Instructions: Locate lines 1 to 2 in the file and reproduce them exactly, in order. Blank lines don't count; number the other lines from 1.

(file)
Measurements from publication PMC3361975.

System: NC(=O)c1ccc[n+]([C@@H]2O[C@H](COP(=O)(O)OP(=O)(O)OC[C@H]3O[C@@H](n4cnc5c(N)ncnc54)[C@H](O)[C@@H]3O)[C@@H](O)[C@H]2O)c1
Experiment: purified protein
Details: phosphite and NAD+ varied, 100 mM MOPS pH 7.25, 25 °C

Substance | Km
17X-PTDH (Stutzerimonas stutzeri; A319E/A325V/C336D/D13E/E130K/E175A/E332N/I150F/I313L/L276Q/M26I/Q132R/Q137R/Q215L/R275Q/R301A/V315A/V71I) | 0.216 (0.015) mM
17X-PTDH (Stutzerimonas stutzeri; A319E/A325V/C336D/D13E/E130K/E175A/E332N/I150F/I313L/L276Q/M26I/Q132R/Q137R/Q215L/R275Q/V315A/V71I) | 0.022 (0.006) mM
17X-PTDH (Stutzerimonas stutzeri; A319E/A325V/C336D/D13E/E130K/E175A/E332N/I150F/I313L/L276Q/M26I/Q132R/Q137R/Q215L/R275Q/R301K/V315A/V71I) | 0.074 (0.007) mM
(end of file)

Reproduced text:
Measurements from publication PMC3361975.

System: NC(=O)c1ccc[n+]([C@@H]2O[C@H](COP(=O)(O)OP(=O)(O)OC[C@H]3O[C@@H](n4cnc5c(N)ncnc54)[C@H](O)[C@@H]3O)[C@@H](O)[C@H]2O)c1